These make it harder to misuse the key should it be stolen. If you're using trusted-host authentication, these restrictions aren't available. In this case, it's best to use a special shell for the account, which limits the commands that may be executed. Since sshd uses the target account's shell to run any commands on the user's behalf, this is an effective restriction. One standard tool is the Unix "restricted shell." Confusingly, the restricted shell is usually named "rsh", but has nothing to do with the Berkeley r-command for opening a remote shell, rsh.no-port-forwarding,no-X11-forwarding,no-agent-forwarding,no-pty
184.108.40.206. Useful ssh optionsWhen running SSH commands in a batch job, it's a good idea to use these options:
The -q option is for quiet mode, preventing SSH from printing a variety of warnings. This is sometimes necessary if you're using SSH as a pipe from one program to another. Otherwise, the SSH warnings may be interpreted as remote program output and confuse the local program. [Section 7.4.15, "Logging and Debugging"] The BatchMode keyword tells SSH not to prompt the user, who in this case doesn't exist. This makes error reporting more straightforward, eliminating some confusing SSH messages about failing to access a tty. [Section 220.127.116.11, "Batch mode: suppressing prompts"]ssh -q -o 'BatchMode yes'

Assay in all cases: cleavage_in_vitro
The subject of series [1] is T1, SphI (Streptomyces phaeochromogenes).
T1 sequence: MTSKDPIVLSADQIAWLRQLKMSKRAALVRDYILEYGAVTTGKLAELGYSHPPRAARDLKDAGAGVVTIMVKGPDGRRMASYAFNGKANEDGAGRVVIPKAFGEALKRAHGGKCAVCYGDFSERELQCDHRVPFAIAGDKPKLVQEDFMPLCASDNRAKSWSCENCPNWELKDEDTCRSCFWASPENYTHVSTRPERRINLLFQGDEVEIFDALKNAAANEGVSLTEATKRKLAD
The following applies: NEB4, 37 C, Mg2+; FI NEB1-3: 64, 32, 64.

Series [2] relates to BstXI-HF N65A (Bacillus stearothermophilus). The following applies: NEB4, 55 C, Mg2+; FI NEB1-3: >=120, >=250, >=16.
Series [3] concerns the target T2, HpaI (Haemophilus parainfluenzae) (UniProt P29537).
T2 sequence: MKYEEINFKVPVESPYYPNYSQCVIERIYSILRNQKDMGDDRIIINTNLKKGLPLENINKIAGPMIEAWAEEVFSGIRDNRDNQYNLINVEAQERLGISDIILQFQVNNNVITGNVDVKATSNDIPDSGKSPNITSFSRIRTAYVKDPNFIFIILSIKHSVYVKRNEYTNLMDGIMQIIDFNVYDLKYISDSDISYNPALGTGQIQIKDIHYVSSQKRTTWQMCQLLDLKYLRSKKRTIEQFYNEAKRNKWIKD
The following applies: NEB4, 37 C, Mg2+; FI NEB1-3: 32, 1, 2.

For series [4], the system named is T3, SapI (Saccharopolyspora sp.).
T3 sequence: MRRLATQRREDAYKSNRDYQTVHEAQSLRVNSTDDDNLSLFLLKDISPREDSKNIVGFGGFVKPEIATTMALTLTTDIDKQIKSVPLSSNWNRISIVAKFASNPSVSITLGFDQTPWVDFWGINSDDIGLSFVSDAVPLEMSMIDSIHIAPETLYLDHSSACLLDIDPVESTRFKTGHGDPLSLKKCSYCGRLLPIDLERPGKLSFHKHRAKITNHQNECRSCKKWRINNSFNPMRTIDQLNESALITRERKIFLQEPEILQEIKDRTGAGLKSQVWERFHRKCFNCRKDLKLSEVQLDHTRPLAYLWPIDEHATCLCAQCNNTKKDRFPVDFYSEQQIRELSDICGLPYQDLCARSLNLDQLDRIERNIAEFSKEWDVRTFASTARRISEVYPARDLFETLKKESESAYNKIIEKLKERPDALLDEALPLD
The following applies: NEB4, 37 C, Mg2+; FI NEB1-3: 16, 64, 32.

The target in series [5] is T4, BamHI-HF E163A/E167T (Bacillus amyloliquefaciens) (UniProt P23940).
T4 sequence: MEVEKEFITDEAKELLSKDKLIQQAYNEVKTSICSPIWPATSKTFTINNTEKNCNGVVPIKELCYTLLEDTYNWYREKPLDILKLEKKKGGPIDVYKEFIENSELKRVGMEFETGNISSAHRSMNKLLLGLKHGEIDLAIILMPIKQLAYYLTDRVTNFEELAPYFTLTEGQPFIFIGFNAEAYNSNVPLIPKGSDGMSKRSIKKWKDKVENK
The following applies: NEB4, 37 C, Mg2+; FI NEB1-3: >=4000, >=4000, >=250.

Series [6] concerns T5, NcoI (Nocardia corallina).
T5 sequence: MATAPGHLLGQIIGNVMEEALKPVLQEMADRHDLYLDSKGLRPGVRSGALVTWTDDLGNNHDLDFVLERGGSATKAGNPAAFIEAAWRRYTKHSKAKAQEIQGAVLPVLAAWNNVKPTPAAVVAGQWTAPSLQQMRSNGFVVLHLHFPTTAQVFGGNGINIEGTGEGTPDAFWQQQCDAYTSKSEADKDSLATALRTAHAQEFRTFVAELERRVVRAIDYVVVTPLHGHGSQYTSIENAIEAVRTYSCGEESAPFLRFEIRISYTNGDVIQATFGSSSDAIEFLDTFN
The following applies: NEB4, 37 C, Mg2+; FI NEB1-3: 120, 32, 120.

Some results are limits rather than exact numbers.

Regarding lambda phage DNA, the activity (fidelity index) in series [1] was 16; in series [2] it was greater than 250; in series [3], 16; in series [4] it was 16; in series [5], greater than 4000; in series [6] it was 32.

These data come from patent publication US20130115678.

11.1.6. RecommendationsOur recommended method for best security with unattended SSH operation is public-key authentication with keys stored in an agent. If that isn't feasible, trusted-host or plaintext-key authentication may be used instead; your local security concerns and needs will determine which is preferable, using the foregoing discussion as a guideline. To the extent possible, use separate accounts and keys for each job. By doing so, you limit the damage caused by compromising any one account, or stealing any one key. But of course, there is a complexity trade-off here; if you have a hundred batch jobs, separate accounts or keys for each one may be too much to deal with. In that case, partition the jobs into categories according to the privileges they need, and use a separate account and/or key for each category of job. You can ease the burden of multiple keys by applying a little automation to the business of loading them. The keys can all be stored under the same passphrase: a script prompts for the passphrase, then runs ssh-add multiple times to add the various keys. Or they have different passphrases, and the human inserts a diskette containing the passphrases when loading them. Perhaps the passphrase list itself is encrypted under a single password provided by the human. For that matter, the keys themselves can be kept on the key diskette and not stored on the filesystem at all: whatever fits your needs and paranoia level.